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Suppose $\mathcal{B}=\{|0\rangle, |1\rangle, |2\rangle, ... \}$ is the energy eigen-basis of a quantum simple harmonic oscillator. I want to create the state \begin{equation} |\Psi\rangle = c_{0}|0\rangle + c_{1}|1\rangle + c_{2}|2\rangle + ... \end{equation} Besides the normalization condition \begin{equation} \langle\Psi|\Psi\rangle = |c_{0}|^2+ |c_{1}|^2+ |c_{2}|^2+...=1, \end{equation} are there any other mathematical constrains on the complex amplitudes $c_0,c_1,c_2,...$?

Also, is there a protocol, perhaps from quantum optics, for creating an arbitrary $|\Psi\rangle$ as defined above?

For example, the complex amplitudes which define the state can be taken as \begin{equation} \{c_n\}=\{ \frac{1}{\sqrt{\zeta\left(3\right)}}\frac{1}{\left(1+n\right)^{3/2}} \}, \end{equation} where $\zeta\left(3\right)\approx 1.202$ is given by the Riemann zeta function. In this case, the normalization condition holds. Also, we get a nice finite value for the mean energy \begin{equation} \langle\Psi|\hat{n}|\Psi\rangle \approx0.019, \end{equation} where $\hat{n}=\hat{a}^{\dagger}\hat{a}$ is the number operator (i.e. the Hermitian operator corresponding to the eigen-basis $\mathcal{B}$). However,the variance in the energy \begin{equation} \text{Var}[\hat{n}]=\langle\Psi|\hat{n}^2|\Psi\rangle-\langle\Psi|\hat{n}|\Psi\rangle^2 \end{equation} is infinite. Can such a state exist in nature?

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    $\begingroup$ There aren't any other constraints on the complex coefficients. Could you clarify what it is you're trying to do, or what problem you're trying to solve? $\endgroup$ – Kyle Arean-Raines Jun 18 '15 at 14:05
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    $\begingroup$ Yes, I get $\langle \Psi | \hat{n} | \Psi \rangle$ to be finite and $\langle \Psi | \hat{n}^2 | \Psi \rangle$ diverges. For example, take $c_{n} = \sqrt{\frac{1}{\zeta(3)}}\sqrt{\frac{1}{\left(1+n\right)^3}}$, where $\zeta(3)$ is the Riemann zeta function. Then $\langle \Psi | \hat{n}^2 | \Psi \rangle$ will indeed diverge. $\endgroup$ – Mustapha Mond Jun 18 '15 at 15:00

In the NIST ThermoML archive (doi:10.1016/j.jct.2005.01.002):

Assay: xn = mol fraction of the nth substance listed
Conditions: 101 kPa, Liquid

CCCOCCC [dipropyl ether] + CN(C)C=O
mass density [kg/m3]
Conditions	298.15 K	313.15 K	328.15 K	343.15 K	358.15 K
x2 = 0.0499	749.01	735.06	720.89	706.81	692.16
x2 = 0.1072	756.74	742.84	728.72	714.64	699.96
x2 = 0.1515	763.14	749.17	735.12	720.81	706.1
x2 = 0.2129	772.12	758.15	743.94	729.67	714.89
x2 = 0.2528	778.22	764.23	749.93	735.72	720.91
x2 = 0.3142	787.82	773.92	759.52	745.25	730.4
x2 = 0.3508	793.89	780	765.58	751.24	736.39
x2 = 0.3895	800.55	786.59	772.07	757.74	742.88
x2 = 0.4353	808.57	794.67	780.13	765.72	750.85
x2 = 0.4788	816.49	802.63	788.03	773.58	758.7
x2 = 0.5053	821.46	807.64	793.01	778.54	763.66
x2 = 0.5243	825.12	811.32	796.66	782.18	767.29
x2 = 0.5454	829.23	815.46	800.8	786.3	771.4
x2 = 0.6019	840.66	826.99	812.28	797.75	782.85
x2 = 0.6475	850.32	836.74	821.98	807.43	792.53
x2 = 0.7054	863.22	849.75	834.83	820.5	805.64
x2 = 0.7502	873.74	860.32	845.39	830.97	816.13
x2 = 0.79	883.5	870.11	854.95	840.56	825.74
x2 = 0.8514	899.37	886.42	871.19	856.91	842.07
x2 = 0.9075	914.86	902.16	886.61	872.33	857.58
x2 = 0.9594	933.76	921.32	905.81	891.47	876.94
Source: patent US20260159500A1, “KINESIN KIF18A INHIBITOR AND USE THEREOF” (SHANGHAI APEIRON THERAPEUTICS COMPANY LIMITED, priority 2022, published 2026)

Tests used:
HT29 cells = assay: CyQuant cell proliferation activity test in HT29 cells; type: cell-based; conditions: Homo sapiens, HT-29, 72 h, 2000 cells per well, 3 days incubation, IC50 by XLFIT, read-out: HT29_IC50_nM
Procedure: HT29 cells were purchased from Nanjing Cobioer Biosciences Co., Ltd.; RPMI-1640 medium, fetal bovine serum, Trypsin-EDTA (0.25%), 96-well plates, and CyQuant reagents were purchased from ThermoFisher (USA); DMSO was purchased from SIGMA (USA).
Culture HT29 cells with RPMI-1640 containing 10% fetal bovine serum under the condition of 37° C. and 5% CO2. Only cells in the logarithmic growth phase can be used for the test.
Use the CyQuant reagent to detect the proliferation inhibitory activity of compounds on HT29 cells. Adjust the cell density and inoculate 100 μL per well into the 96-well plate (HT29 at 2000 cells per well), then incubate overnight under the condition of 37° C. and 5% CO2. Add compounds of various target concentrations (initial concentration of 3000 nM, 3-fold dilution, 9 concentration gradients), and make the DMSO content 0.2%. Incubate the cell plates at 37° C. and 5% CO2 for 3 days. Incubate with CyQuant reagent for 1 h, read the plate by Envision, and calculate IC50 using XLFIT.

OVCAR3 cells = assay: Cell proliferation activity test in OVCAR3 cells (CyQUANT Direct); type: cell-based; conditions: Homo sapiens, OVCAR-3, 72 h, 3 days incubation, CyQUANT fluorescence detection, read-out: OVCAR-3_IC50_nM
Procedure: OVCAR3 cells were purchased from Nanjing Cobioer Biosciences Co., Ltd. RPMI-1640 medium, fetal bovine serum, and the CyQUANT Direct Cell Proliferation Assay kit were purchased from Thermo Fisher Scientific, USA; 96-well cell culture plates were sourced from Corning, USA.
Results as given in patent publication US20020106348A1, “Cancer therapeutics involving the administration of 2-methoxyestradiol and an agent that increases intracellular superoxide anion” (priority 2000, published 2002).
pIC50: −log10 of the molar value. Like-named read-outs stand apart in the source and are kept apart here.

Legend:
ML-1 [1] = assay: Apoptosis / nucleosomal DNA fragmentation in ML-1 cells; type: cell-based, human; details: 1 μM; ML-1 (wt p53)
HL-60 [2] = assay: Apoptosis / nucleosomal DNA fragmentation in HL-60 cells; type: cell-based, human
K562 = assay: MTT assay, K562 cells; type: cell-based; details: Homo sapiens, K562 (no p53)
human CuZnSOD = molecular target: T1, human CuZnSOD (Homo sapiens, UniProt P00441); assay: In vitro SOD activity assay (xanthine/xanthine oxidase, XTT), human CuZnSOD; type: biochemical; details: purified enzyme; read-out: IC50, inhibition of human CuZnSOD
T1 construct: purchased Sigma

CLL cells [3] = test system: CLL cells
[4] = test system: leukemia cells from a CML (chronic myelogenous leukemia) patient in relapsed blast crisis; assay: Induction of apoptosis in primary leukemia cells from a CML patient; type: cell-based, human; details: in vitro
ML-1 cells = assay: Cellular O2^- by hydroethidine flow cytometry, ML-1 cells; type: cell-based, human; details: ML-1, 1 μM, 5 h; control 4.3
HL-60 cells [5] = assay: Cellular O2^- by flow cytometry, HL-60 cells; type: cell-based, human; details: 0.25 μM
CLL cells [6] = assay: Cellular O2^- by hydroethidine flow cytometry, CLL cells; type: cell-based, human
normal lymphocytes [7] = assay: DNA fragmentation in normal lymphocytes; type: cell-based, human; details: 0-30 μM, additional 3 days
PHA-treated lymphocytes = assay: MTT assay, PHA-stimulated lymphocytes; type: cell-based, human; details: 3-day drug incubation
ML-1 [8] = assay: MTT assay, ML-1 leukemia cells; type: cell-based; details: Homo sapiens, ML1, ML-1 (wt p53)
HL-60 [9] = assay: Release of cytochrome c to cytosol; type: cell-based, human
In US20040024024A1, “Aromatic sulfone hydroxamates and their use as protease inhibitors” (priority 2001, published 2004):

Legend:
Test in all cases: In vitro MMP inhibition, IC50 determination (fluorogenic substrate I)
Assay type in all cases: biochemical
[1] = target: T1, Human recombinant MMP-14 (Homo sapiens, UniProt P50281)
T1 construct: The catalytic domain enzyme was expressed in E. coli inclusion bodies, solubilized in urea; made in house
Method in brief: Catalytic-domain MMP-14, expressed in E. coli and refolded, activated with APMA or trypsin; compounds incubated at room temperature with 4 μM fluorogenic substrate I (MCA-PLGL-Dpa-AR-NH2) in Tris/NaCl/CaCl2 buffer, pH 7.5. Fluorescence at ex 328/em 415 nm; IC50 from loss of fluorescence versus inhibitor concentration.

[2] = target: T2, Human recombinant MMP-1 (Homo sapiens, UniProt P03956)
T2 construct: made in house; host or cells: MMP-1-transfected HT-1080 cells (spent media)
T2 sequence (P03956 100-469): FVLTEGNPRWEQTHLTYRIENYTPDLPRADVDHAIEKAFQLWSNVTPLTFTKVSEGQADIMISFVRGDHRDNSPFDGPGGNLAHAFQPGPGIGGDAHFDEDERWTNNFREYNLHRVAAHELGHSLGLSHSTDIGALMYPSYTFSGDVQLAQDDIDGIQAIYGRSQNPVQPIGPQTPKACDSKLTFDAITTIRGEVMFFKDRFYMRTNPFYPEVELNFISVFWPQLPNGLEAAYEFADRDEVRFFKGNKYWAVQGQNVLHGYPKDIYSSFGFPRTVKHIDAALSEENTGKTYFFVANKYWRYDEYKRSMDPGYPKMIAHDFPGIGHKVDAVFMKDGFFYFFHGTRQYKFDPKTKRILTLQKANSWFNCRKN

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    $\begingroup$ Ah yes, that was dumb. Thanks for the correction :) $\endgroup$ – Kyle Arean-Raines Jun 18 '15 at 15:08
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    $\begingroup$ My only advice is to compare it to the standard college physics paradigm for this sort of thing, as @CRDrost recommends: To wit, the sole bound state of the δ-function potential has a kink at the origin, which amounts to the long tails of its Fourier transform the Cauchy distribution, which is likewise momentless. So, the kink at the origin of time of your wave-function will be useful or not. But QM is blasé and inured to this sort of thing.... $\endgroup$ – Cosmas Zachos Jul 1 '17 at 15:51
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    $\begingroup$ In any case, Apéry's constant is bread-and-butter in theoretical physics, and pops up all over the scene. But, as I indicated, it behooves you to compute the energy F.T. of this, so stick in the phase factors exp(-i E(n) t)s and study the evident Ψ(t) s. $\endgroup$ – Cosmas Zachos Jul 1 '17 at 16:13

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